Thoughtful Parenting: A toolkit for parenting infants and preschoolers | SteamboatToday.com

Thoughtful Parenting: A toolkit for parenting infants and preschoolers

Barbara Gueldner Steamboat Today

In my house, we have a toolbox full of gadgets. These items have been collected over the years and used for a variety of predictable and random jobs. The most often used items — a hammer, pliers, tape measure, pencil and nails, are my go-to tools and give me a sense of preparedness, even though I know we'll probably have to make a trip to the store to buy a different whatchatmacallit for another home repair.

Preparing a toolkit for parenting our kids age birth to 5 can feel overwhelming. There are so many things we think about — health and safety, childcare, getting adequate sleep (our own and our child's), maintaining relationships, shifting identities, having strategies to manage irritability and worries, balancing old expectations and new realities, adopting the right parenting style, and those "Am I doing enough?" nagging thoughts. With so many things to consider, the toolkit might get stuffed and unorganized.

In the early childhood years, I think of two tools to keep handy: Parenting with responsive strategies and adopting a compassionate outlook toward yourself. Responsive parenting is a foundational way of being with a child — it sets the scaffolding for bonding and creating a space whereby a child can learn, grow, and feel secure in exploration. Self-compassion allows parents to have a soft place to land during the inevitably very difficult moments.

Responsive parenting means we tune into our child's signals (words, body language, tone of voice) and routinely guess what might be driving our child's behavior. We recognize when she is hungry, tired, sick, and disappointed. Through this lens, we can empathize with our child's experience and guide her.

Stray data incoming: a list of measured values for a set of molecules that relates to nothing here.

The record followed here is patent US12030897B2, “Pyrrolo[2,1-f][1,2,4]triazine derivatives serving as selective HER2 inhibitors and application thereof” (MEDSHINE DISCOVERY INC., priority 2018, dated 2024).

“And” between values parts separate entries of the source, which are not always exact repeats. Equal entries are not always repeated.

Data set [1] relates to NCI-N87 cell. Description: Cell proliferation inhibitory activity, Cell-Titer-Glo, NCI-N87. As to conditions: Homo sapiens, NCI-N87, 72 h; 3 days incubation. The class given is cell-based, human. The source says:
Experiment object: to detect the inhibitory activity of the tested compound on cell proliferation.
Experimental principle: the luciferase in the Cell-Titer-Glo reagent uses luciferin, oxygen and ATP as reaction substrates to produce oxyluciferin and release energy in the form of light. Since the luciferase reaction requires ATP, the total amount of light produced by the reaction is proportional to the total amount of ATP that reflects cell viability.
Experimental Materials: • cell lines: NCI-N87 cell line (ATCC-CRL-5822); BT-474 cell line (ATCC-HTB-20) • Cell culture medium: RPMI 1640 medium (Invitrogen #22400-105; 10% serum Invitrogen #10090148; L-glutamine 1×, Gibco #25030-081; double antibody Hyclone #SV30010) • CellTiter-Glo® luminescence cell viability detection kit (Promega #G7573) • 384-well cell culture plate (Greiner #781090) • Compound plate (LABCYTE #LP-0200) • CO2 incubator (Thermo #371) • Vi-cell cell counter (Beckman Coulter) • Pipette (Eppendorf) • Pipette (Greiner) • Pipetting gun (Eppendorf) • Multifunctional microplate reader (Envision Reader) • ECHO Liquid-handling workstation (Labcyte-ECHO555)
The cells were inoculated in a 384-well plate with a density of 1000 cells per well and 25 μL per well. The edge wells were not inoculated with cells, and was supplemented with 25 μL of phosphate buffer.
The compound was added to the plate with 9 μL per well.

For example, when your child melts down when you say it's time to leave the library, you know it's probably because he has a hard time transitioning from a favorite activity. You can acknowledge his frustration, disappointment, sadness and anger (yes, all those emotions), hug him, and say "I'd be mad too."

You can also tell him it's still time to go and you know he'll have a great time when he returns. Responsive parenting also means we convey to our child that we see her during triumphant moments, "Wow, you really worked hard at that even though you were frustrated," and "Great choice. Sometimes it takes a couple do overs and you did it."

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Day in and day out, parenting is undeniably arduous. In tough moments, we might think, "That really didn't go well," "I can't believe I did that," or even "I'm a terrible parent." Our inner critic can be brutal. Having compassion for ourselves offers us a reprieve from automatic self-criticism and often, unrealistic expectations we have for ourselves. Self-compassion is a way to be kind toward ourselves, with the knowledge that every parent is experiencing something similar.

At the Parent Connection Summit on Nov. 8 at CMC, we'll talk about responsive parenting and self-compassion as essential tools in an early childhood toolkit. Visit zerotothree.org and self-compassion.org for more information on these topics.

Barbara Gueldner, PhD, MSE, is a licensed psychologist who has specialized in issues relevant to children and families for more than 20 years. When not spending time with her preschooler, she is working on the second edition of the book, Social and Emotional Learning in the Classroom. Find her at successfulkidstoday.com.

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